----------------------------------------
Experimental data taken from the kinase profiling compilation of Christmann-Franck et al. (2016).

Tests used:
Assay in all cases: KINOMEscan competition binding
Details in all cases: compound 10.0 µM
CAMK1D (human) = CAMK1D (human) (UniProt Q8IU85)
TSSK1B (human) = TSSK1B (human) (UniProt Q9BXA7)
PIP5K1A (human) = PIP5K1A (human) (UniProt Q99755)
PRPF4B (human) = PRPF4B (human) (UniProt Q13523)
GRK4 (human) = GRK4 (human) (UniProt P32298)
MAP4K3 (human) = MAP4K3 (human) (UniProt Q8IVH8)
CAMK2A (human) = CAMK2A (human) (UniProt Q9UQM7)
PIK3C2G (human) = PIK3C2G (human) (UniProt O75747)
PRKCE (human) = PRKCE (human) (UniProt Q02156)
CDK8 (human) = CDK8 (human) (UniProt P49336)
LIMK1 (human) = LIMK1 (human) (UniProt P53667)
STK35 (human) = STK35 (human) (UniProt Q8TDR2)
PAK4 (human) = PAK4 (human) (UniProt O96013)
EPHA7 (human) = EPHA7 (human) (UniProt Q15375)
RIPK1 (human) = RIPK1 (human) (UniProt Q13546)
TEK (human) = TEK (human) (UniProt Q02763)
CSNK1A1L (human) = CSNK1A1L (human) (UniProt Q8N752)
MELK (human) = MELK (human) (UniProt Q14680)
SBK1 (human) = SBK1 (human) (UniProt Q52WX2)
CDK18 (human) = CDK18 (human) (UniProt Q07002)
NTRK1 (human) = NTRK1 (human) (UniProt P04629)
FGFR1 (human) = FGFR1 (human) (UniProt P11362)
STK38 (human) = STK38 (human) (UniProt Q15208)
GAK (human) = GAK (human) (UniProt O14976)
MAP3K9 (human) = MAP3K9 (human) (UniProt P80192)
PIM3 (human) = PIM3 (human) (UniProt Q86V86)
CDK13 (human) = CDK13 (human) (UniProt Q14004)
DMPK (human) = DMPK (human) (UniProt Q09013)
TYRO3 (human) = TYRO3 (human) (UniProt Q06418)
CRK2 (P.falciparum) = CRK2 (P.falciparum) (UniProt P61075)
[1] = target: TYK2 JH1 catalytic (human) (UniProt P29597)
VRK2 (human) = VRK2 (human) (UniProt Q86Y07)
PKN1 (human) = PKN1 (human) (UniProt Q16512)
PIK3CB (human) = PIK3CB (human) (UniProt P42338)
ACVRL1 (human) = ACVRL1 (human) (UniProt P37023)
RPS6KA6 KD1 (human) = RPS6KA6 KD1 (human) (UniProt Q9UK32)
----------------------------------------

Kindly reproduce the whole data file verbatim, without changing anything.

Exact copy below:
Experimental data taken from the kinase profiling compilation of Christmann-Franck et al. (2016).

Tests used:
Assay in all cases: KINOMEscan competition binding
Details in all cases: compound 10.0 µM
CAMK1D (human) = CAMK1D (human) (UniProt Q8IU85)
TSSK1B (human) = TSSK1B (human) (UniProt Q9BXA7)
PIP5K1A (human) = PIP5K1A (human) (UniProt Q99755)
PRPF4B (human) = PRPF4B (human) (UniProt Q13523)
GRK4 (human) = GRK4 (human) (UniProt P32298)
MAP4K3 (human) = MAP4K3 (human) (UniProt Q8IVH8)
CAMK2A (human) = CAMK2A (human) (UniProt Q9UQM7)
PIK3C2G (human) = PIK3C2G (human) (UniProt O75747)
PRKCE (human) = PRKCE (human) (UniProt Q02156)
CDK8 (human) = CDK8 (human) (UniProt P49336)
LIMK1 (human) = LIMK1 (human) (UniProt P53667)
STK35 (human) = STK35 (human) (UniProt Q8TDR2)
PAK4 (human) = PAK4 (human) (UniProt O96013)
EPHA7 (human) = EPHA7 (human) (UniProt Q15375)
RIPK1 (human) = RIPK1 (human) (UniProt Q13546)
TEK (human) = TEK (human) (UniProt Q02763)
CSNK1A1L (human) = CSNK1A1L (human) (UniProt Q8N752)
MELK (human) = MELK (human) (UniProt Q14680)
SBK1 (human) = SBK1 (human) (UniProt Q52WX2)
CDK18 (human) = CDK18 (human) (UniProt Q07002)
NTRK1 (human) = NTRK1 (human) (UniProt P04629)
FGFR1 (human) = FGFR1 (human) (UniProt P11362)
STK38 (human) = STK38 (human) (UniProt Q15208)
GAK (human) = GAK (human) (UniProt O14976)
MAP3K9 (human) = MAP3K9 (human) (UniProt P80192)
PIM3 (human) = PIM3 (human) (UniProt Q86V86)
CDK13 (human) = CDK13 (human) (UniProt Q14004)
DMPK (human) = DMPK (human) (UniProt Q09013)
TYRO3 (human) = TYRO3 (human) (UniProt Q06418)
CRK2 (P.falciparum) = CRK2 (P.falciparum) (UniProt P61075)
[1] = target: TYK2 JH1 catalytic (human) (UniProt P29597)
VRK2 (human) = VRK2 (human) (UniProt Q86Y07)
PKN1 (human) = PKN1 (human) (UniProt Q16512)
PIK3CB (human) = PIK3CB (human) (UniProt P42338)
ACVRL1 (human) = ACVRL1 (human) (UniProt P37023)
RPS6KA6 KD1 (human) = RPS6KA6 KD1 (human) (UniProt Q9UK32)